New Car Review: Lexus GX460
15 years as a professional TireKicker (automotive journalist) and there are still things to learn.
When I got the Lexus GX460 for a week, I thought it was a spectacularly dumb design for one thing...the tailgate. The window would open upward, but the whole assembly didn't swing up and the gate below the window wouldn't swing down. Drove me nuts. Why would Lexus build a $60,000 SUV and make you load the cargo compartment from the rear seat?
A few hours later, my teenage son walked up to the GX for the first time, and opened the door out to the side.
I could cut myself some slack and say it's an unusual, if not unique design for a rear door on a big SUV, but for many years I owned a Suburban with barn doors, so I really have no excuse.
Why am I telling you this? Because it's the only thing I could find wrong with the GX460...and it wasn't.
Oh, on some level I could argue that it's too big, too heavy, too thirsty....but big and heavy are as big and heavy do and the GX460 doesn't drive big and heavy. It's nowhere near as ponderous as a Nissan Armada or Infiniti QX56. Thirsty I could probably make stick. The EPA says 15 city, 20 highway, and cracking 17 in a mix of the two was a chore.
But as with most vehicles with the big stylized "L" on the grille, it's about what you get for your money...and for the base price of $58,240, the GX is very well equipped.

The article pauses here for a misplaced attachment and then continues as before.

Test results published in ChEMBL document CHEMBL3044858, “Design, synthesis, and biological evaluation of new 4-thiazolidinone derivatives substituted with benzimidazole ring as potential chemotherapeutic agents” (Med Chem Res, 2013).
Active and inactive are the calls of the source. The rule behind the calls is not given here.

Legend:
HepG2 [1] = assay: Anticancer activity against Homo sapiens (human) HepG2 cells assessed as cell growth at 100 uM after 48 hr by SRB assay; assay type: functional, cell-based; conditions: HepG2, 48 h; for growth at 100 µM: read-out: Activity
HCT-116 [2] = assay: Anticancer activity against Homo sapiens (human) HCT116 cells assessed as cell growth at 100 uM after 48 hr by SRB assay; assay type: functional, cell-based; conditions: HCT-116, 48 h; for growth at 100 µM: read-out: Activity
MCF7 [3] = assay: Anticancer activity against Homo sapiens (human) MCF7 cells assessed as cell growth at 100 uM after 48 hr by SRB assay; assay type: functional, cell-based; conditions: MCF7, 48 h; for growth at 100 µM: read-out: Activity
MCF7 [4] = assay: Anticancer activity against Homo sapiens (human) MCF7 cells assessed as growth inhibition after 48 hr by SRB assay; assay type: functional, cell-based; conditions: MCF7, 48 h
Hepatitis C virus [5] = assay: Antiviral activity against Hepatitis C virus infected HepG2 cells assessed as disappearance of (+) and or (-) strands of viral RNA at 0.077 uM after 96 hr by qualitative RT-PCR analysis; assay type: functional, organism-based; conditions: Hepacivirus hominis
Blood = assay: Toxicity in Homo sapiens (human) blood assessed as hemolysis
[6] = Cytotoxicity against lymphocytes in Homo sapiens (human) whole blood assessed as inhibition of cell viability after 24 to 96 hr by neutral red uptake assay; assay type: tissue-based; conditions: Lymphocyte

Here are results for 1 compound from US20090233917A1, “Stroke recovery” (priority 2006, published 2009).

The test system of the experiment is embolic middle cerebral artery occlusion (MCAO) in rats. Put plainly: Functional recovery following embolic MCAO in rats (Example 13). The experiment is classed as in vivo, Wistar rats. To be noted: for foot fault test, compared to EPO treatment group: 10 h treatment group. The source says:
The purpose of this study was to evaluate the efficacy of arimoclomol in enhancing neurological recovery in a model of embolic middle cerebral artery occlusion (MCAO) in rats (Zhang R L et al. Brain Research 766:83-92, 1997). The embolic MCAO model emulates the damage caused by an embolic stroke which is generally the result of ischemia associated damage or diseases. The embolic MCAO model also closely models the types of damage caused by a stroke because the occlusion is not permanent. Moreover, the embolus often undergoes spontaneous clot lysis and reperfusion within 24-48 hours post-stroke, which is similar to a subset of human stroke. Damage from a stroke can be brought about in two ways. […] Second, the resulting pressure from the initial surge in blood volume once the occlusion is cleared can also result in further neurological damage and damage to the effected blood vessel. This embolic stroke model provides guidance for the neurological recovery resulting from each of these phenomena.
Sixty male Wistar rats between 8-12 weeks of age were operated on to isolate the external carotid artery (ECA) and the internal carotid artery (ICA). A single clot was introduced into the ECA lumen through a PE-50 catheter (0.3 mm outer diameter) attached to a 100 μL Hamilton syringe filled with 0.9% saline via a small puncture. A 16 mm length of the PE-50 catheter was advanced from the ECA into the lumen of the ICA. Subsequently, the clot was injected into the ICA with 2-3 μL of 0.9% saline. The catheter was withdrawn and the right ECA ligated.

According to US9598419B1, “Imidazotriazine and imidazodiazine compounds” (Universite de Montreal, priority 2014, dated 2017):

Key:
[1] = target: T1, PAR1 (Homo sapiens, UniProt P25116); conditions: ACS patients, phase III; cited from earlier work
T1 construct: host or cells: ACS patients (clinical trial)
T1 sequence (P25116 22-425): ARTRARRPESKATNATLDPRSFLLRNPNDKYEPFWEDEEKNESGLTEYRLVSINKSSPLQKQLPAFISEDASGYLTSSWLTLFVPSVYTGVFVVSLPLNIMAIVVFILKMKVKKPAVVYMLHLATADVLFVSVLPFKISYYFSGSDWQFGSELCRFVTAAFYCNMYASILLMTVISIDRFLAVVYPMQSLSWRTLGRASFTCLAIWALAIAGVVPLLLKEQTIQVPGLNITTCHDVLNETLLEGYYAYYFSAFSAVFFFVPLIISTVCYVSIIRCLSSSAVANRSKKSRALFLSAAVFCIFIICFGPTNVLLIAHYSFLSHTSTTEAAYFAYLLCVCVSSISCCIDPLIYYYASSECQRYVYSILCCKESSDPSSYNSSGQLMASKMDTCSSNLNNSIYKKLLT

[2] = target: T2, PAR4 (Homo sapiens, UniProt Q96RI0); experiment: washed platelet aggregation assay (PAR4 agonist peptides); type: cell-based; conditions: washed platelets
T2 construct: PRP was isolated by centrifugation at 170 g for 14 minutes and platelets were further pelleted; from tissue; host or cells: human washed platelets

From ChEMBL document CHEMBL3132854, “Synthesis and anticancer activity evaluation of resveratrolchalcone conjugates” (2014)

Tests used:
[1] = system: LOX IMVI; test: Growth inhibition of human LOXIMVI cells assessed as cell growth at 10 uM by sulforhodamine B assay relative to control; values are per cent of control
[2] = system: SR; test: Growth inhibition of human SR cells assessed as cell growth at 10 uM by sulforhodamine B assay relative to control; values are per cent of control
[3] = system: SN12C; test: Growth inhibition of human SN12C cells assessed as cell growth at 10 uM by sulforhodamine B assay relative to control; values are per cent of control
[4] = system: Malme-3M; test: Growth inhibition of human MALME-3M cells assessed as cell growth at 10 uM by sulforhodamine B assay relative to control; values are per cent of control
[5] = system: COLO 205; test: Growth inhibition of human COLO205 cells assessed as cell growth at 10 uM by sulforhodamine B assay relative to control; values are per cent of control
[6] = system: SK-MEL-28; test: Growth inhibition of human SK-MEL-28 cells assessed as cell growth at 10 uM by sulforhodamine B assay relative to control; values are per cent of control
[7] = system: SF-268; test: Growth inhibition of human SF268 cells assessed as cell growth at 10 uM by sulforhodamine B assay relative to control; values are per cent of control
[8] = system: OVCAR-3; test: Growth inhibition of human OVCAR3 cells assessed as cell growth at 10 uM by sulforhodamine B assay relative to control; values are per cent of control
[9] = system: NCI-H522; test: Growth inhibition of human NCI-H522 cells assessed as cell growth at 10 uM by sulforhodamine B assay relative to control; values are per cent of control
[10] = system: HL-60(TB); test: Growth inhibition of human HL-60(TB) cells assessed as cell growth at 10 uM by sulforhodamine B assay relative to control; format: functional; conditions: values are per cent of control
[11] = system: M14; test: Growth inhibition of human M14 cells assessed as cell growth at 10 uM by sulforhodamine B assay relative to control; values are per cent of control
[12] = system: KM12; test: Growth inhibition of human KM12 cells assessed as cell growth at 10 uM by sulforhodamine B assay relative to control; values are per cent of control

It's certainly not wanting for power, with a 301 horsepower 4.6 liter V8, the 6-speed automatic makes the fuel economy as good (relatively) as it is (c'mon, 8-speed), it is more than capable off road and in bad weather, with full-time four-wheel drive and a Torsen limited-slip center differential, and it's civilized on pavement thanks to a kinetic dynamic suspension system.
And then there are the niceties. Every safety technology known to man. 10-way power heated/ventilated front seats, wood interior trim, memory for the seats, steering wheel and mirrors, a reclining, sliding 60/40 second-row seat and a power fold-flat 50/50 third row seat. There's a moonroof, a nine-speaker audio system, with 6-disc CD changer, USB, Bluetooth and satellite radio, privacy glass and as David Bowie once said, "leather, leather, everywhere."
But wait...there's more, if you're willing to pay for it. The options on our tester included a nav system with upgraded Mark Levinson audio system including 17-speaker 7.1 surround with audio and video ($3,930), Intuitive Parking Assist ($500) and wide-view front and side monitor, pre-collision system with driver attention monitor, dynamic radar cruise control, lane departure alert, intelligent high beam headlamps and crawl control ($3,170). Oh, and $64 for a cargo net.
With $895 destination, it came to $66,799.
Overpriced? Um....no. Not when you look at the competition and the level of equipment and capability. And the back door opens!